Javier Milei in 2022 Javier Milei in 2022. Photo: Wikimedia commons

Milei’s dangerous new regime is preparing for major class battles, but it has been enabled by the establishment’s loss of legitimacy, and the lack of a left challenge, argues John Clarke

Though Argentina is by no means the only country where a reactionary but eccentric populist has won office, that country’s new president, Javier Milei, stands out as a particularly glaring and extraordinary example of this political type.

The Guardian has described Milei as ‘a volatile far-right libertarian who has vowed to “exterminate” inflation and take a chainsaw to the state.’ The paper adds that he is ‘a Mick Jagger impersonating TV celebrity-turned politician, who is often compared to Donald Trump’ and it characterises him as ‘a climate-denying populist who is known by the nickname El Loco (the Madman).’

Immediately after his electoral victory, Milei declared that ‘Argentina will return to the place in the world which it should never have lost.’ He has insisted that he has the solutions needed to deal with ‘a financial calamity that has left 40% of Argentina’s 45 million citizens in poverty and pushed inflation to more than 140%.’ During the election campaign, he confidently asserted that ‘I know how to exterminate the cancer of inflation.’

Right celebrates

A chorus from the right registered its joy at the outcome of the election. Brazil’s former president, Jair Bolsonaro, gushed that ‘hope is sparkling in South America once again.’ For his part, Donald Trump told Milei that ‘The whole world was watching! I am very proud of you. You will turn your country around and truly Make Argentina Great Again.’ For good measure, X’s owner, Elon Musk, posted that ‘Prosperity is ahead for Argentina.’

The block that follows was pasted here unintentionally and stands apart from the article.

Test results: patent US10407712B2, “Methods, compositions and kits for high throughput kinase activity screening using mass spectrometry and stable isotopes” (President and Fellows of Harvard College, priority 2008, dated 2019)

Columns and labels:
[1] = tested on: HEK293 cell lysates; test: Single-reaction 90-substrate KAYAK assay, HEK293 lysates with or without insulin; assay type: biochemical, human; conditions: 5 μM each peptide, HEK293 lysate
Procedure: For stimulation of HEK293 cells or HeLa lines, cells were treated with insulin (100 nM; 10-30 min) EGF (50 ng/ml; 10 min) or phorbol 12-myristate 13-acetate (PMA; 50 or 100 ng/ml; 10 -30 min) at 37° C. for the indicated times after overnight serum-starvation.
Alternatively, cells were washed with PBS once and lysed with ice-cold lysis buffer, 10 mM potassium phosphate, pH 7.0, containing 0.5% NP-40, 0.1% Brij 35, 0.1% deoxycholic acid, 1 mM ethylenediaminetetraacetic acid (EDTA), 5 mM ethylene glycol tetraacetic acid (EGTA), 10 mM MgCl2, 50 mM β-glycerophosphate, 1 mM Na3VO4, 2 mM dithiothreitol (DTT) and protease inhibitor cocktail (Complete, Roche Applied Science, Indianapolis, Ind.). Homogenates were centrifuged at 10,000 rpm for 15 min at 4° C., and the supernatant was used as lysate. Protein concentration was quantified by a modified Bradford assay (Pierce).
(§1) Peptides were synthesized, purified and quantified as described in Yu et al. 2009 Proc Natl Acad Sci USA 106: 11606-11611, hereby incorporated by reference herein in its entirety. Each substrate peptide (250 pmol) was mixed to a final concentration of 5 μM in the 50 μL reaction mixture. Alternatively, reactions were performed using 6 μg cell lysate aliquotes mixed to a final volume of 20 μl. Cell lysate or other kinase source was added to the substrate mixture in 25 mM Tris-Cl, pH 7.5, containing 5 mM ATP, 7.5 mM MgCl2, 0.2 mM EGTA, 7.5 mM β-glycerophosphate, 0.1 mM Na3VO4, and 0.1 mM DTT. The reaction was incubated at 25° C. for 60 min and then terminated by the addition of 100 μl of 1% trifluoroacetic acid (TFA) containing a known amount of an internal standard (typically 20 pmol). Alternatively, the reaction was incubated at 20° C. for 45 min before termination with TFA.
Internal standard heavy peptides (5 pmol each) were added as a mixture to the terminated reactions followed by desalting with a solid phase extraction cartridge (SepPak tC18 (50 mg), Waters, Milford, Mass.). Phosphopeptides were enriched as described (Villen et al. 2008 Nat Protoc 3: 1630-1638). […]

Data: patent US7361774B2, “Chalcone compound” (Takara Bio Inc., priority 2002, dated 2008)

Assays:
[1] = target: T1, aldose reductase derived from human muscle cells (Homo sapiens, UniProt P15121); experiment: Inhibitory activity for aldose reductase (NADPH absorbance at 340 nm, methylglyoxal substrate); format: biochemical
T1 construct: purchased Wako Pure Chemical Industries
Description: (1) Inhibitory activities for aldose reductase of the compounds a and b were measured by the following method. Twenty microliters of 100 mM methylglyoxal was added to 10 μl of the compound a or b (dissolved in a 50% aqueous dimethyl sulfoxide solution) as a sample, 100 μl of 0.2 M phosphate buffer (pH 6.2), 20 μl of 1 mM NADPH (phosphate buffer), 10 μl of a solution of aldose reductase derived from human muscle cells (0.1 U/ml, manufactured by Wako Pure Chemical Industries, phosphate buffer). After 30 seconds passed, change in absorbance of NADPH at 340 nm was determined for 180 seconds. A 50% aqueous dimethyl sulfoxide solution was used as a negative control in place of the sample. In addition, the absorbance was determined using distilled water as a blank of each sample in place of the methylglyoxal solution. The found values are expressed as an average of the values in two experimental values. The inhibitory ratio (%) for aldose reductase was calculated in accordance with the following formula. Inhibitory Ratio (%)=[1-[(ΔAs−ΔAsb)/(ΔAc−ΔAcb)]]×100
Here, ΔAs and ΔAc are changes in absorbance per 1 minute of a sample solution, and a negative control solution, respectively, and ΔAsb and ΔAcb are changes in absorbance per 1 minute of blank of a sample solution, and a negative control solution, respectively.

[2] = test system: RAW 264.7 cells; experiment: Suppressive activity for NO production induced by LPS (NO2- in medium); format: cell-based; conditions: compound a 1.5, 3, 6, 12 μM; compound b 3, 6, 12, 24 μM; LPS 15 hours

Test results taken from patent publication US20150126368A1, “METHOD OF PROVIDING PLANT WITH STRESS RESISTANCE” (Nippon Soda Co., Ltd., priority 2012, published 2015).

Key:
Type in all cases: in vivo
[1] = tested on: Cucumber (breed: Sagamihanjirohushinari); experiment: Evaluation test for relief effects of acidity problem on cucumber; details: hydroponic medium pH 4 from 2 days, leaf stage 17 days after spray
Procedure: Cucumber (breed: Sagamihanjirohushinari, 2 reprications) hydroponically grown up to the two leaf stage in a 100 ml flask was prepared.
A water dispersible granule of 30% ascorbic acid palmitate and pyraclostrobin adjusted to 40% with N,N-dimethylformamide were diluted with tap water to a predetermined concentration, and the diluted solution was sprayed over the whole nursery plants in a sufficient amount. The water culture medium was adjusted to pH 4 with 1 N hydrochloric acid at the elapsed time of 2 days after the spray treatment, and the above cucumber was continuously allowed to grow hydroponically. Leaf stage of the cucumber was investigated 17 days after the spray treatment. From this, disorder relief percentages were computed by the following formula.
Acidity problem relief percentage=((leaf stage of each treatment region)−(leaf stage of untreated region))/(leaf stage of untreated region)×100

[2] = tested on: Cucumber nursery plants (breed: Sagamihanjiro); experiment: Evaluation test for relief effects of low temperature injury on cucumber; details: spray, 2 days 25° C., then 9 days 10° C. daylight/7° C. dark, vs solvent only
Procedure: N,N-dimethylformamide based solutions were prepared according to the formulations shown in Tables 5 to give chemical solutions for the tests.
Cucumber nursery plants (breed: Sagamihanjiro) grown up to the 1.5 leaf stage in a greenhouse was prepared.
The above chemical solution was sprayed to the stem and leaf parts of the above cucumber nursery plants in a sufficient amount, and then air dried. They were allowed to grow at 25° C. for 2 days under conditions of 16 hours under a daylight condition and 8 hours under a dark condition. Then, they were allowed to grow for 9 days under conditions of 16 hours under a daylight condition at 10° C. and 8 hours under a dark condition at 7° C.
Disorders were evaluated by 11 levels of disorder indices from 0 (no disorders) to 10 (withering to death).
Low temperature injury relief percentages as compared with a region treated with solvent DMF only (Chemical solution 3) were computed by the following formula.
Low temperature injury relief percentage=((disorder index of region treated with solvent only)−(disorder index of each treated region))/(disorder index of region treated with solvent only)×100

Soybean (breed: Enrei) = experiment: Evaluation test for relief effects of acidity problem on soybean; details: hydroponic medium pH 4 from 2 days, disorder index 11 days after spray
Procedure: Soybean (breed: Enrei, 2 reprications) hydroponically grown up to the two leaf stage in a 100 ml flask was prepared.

Argentinian historian Federico Finchelstein warned that Milei may cut new and dangerous ground as a right-wing populist. ‘He is way more excessive and unstable than [Jair] Bolsonaro and Trump. So it’s highly unpredictable what this person could do [in power].’Some commentators have expressed concern that Milei’s application of drastic and untested remedies for Argentina’s problems may lead to severe economic dislocation and major social unrest.

Ominously, Milei’s right-wing views include historical revisionism when it comes to Argentina’s history of brutal military dictatorship. He ‘has also enraged millions of Argentinians by questioning the four-decade consensus over the crimes of its 1976-83 dictatorship, during which an estimated 30,000 people were killed by the military regime. His vice-presidential running mate is Victoria Villarruel, an ultra-conservative congresswoman who has played down the dictatorship’s sins.’

Milei entered the fray during political primaries in August, when he joined the race as leader and founder of the La Libertad Avanza party and established himself as frontrunner. However, Economy Minister Sergio Massa, running ‘for the Unión por la Patria, a centre-left coalition of Peronist political parties that have dominated Argentine politics for decades,’ was able to contain his opponent during the general election in October. Despite this setback, Milei won the run-off that was held the following month, taking an impressive 55.7% of the vote to Massa’s 44.3%.

It is worth noting that the office of president in Argentina carries with it very robust powers. The newly elected ‘self-proclaimed “anarcho-capitalist” will exercise executive power, be the head of government and supreme commander of the armed forces. He will also be ‘politically responsible for the general administration of the country.’ If he proves to be as erratic and dangerous as many are predicting, he will have a considerable ability to act, even without an outright majority in the congress, and containing him will be no easy task.

Though Milei galvanised a very significant political base among disgruntled sections of the population, it is worth noting that the mood of dissatisfaction didn’t only express itself as a move to the right. Given that this election saw ‘the second lowest turnout since the recovery of democracy after the last military dictatorship (1976-1983),’ it is reasonable to suggest that a viable alternative on the left, based on hope rather than embittered despair, might have produced a very different result.